Coffee and conversations: A new table

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Blog entry by Gary posted 09-16-2009 04:49 AM 2247 reads 1 time favorited 4 comments Add to Favorites Watch

A coffee table, we need a coffee table. Hmmm?

This project, which is nearing completion, is a coffee table.
No big thing typically. A set of legs, a few rips on the table saw, a little glue,
some mortise and tenons and Bob’s your uncle.

Not quite this time. I didn’t want to make “another table.”

More than that, I wanted to build something where the timbers I wanted to use dictated the design.
Well, partially—there was a height constraint which needed to be filled: we require that the table be
of a height that we can comfortably rest our feet on it while watching movies or the game.

So, given I had a nice slab of Florida camphor about 5/4 thick with a natural edge and some slabs of
highly spalted quartersawn sycamore—these were growing white mold on ‘em—what could I produce?

The result is the table seen here:

The table is unfinished as it lacks a finish. Moreover, the base is complete to a point.
The shelf is joined to the legs with a stub mortise and tenon. Period. Glued M&T and nothing else.

As is, it’s stable but there’s no racking strength in this design and I’m trying to decide how I want to do
the aprons such that I eliminate the table base blowing out over time (through use) while minimizing the
apron’s impact on the visual clean lines of the table.

So, there’s the question: how would you make the apron?
My idea is to cut two aprons, one for each long side of the table, with an arched lower edge and an angled
dado on the inside of each apron for each of the table legs. The two dados in each apron would stabilize the legs and would, hopefully, be enough support to prevent racking.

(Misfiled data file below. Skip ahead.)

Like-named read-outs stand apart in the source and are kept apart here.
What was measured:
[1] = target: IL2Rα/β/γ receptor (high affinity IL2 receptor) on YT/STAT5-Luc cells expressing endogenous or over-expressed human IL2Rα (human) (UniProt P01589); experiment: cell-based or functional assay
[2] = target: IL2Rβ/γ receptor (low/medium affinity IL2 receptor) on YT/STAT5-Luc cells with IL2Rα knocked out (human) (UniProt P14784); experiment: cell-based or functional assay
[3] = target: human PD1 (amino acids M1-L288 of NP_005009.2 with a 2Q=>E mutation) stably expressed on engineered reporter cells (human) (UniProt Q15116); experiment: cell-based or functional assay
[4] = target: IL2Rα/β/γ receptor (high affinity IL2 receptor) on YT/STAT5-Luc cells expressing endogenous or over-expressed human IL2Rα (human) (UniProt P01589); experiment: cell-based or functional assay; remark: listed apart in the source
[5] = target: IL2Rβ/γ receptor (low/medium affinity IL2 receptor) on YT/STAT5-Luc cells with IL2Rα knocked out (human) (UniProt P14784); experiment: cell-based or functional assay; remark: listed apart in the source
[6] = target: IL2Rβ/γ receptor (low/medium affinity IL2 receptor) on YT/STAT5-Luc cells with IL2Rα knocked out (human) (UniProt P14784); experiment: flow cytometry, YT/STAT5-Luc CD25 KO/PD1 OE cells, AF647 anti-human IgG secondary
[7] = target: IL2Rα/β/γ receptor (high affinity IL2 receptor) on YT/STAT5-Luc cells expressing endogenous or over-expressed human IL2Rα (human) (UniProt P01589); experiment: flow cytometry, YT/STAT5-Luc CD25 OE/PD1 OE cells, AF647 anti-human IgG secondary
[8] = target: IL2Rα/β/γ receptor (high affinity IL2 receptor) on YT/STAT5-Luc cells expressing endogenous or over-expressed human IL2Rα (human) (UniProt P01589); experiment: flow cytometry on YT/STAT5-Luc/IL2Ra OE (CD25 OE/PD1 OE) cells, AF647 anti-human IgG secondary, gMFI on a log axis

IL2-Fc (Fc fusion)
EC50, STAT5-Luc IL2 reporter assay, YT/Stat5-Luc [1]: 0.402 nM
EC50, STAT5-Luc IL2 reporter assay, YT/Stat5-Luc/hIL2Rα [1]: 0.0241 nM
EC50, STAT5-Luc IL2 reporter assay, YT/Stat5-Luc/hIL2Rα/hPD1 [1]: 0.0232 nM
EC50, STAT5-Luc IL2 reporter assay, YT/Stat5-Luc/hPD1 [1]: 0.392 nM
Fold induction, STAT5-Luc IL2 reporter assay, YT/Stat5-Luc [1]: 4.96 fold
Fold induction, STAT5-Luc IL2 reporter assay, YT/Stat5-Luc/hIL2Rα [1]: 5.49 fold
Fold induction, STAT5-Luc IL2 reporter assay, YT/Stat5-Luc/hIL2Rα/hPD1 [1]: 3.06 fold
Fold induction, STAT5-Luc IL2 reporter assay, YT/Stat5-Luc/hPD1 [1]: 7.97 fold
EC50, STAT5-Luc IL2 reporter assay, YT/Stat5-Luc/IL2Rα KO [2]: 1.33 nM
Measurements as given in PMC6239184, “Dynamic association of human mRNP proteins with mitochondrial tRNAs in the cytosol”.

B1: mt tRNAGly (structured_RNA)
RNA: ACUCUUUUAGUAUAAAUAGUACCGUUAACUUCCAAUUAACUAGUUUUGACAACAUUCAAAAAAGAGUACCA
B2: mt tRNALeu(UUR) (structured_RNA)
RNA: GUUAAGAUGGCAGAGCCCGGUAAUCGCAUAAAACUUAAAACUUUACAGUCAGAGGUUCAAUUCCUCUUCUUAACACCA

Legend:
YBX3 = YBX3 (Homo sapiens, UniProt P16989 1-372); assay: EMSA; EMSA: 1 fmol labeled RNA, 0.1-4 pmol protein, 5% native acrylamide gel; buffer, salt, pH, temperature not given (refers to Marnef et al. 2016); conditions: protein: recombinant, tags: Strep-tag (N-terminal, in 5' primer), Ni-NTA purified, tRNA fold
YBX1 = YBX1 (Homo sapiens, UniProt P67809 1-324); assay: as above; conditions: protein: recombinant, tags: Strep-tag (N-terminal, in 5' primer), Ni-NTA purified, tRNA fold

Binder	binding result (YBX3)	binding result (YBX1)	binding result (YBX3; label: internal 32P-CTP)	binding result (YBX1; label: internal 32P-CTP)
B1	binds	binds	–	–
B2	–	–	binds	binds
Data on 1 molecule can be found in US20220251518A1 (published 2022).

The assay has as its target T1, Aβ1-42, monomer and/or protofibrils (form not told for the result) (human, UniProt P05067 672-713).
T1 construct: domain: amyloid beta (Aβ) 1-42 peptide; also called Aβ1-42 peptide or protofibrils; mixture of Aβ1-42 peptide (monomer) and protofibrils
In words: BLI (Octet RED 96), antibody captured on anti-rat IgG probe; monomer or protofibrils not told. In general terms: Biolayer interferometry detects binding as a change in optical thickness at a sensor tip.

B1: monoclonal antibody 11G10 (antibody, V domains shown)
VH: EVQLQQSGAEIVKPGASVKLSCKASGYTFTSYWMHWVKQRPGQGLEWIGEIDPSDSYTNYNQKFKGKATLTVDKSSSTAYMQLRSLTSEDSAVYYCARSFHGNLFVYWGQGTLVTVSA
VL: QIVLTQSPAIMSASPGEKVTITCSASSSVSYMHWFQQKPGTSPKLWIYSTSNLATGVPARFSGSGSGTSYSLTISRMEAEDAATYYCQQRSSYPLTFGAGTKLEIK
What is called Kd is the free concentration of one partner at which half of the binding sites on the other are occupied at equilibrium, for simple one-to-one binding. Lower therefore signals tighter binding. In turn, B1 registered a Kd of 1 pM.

And, of course, the ends of each apron would be cut at the same angle as the table top, which is opposing the angled splayed legs.

What do you think?


-- Gary, Florida

4 comments so far

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Air Tool Review

9 posts in 4302 days

#1 posted 09-16-2009 05:33 AM

Very nice. Simple but elegant. You really made good use of the natural wood texture.

-- - More Than You Ever Wanted To Know About Air Tools

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118162 posts in 4700 days

#2 posted 09-16-2009 05:35 AM

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#3 posted 09-16-2009 04:06 PM

An interesting table. As for the aprons, I’m not sure I’d put aprons on it. Instead, I might put a single support piece (trestle?) right under the top and the shelf. As long as the supports are not too wide (more than 2 inches), they should not distract from the visual interest, and I think they should give you what you’re looking for structurally.

-- Working at Woodworking

View Gary's profile


1486 posts in 5447 days

#4 posted 09-20-2009 06:09 AM

Well, except for the finish the table is complete.
I decided to run two narrow aprons along the long side of the table.
The aprons have dadoes which form a half-lap joint with rebates cut into the top of each leg
such that the leg and apron are in one plane, maintaining the clean line of the preliminary base.
I uploaded new photos to the Picasa album. Here are the key shots:

Rebate for aprons


Legs and aprons


-- Gary, Florida

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